Degree Type

Dissertation

Date of Award

2018

Degree Name

Doctor of Philosophy

Department

Human Development and Family Studies

Major

Human Development and Family Studies

First Advisor

Elizabeth Shirtcliff

Abstract

The Hypothalamic-Pituitary-Adrenal (HPA) axis is susceptible to environmental influence and plays an important role in the development of antisocial behavior. This dissertation in six chapters provides clarity into the role of environmental impact on the HPA axis, and the way those changes may inform antisocial behavior, through three empirical investigations. Chapter three describes the impact of race-related inequities and the impact those experiences have on the developing HPA axis. Chapter four describes the reactivity patterns of two adrenal hormones (cortisol and DHEA(s)) in the prediction of callous-unemotional traits. Chapter five describes the HPA regulatory role of glucocorticoid receptor genotype and pituitary volume in the prediction of antisocial behavior. In sum, these investigations provide novel evidence clarifying how the HPA axis changes across development and contributes to antisocial behavior.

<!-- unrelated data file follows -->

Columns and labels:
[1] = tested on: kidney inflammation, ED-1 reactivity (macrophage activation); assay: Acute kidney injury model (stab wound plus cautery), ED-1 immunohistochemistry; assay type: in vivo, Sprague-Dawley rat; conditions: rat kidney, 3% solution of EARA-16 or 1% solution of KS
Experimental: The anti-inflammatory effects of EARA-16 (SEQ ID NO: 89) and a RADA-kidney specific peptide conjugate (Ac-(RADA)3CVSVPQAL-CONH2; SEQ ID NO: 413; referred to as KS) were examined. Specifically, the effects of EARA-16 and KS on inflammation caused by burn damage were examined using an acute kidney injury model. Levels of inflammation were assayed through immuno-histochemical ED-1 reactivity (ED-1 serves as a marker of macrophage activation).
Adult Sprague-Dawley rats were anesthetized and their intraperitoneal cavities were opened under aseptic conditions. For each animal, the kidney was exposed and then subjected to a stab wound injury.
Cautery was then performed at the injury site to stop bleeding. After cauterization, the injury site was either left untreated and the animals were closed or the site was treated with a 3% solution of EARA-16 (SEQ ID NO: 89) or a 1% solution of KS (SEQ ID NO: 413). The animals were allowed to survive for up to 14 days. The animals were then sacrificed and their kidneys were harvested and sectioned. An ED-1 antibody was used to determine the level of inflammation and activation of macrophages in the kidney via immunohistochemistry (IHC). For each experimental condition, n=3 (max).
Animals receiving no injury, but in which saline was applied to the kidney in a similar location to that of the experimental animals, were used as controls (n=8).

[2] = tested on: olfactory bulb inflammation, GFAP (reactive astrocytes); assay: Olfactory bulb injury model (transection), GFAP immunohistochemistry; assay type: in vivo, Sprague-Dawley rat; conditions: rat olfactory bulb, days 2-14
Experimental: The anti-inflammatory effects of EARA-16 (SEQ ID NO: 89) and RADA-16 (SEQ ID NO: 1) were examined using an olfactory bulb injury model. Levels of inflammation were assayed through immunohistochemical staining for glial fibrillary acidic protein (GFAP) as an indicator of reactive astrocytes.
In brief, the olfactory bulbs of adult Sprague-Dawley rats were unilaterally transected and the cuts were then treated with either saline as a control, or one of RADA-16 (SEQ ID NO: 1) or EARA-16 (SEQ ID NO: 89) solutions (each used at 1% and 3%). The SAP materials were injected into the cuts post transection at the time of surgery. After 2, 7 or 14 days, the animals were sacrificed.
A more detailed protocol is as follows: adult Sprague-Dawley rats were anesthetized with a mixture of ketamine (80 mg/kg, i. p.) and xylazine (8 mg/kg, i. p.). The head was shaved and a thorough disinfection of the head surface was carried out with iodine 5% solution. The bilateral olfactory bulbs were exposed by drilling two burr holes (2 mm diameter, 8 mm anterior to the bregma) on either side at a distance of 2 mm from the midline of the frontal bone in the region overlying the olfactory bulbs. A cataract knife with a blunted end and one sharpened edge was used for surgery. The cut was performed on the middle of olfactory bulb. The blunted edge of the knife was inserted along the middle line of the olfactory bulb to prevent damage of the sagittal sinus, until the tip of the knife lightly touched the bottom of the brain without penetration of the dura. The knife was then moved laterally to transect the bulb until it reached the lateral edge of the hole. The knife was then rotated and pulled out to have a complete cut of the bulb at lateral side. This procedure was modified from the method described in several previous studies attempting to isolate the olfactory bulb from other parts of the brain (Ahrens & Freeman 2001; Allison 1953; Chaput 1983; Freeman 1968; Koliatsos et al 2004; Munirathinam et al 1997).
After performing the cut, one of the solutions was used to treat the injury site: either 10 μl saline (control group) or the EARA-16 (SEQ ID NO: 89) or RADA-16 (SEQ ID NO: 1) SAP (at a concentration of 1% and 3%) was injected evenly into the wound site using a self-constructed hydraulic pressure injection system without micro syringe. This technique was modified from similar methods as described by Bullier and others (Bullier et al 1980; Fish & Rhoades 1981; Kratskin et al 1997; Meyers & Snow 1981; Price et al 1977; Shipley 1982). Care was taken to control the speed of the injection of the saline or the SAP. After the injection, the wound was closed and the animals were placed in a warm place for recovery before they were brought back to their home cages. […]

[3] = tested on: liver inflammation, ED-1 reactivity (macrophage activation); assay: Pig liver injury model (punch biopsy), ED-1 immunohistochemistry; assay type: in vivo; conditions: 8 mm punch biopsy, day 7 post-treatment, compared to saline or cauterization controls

Copyright Owner

Andrew Dismukes

Language

en

File Format

application/pdf

File Size

147 pages

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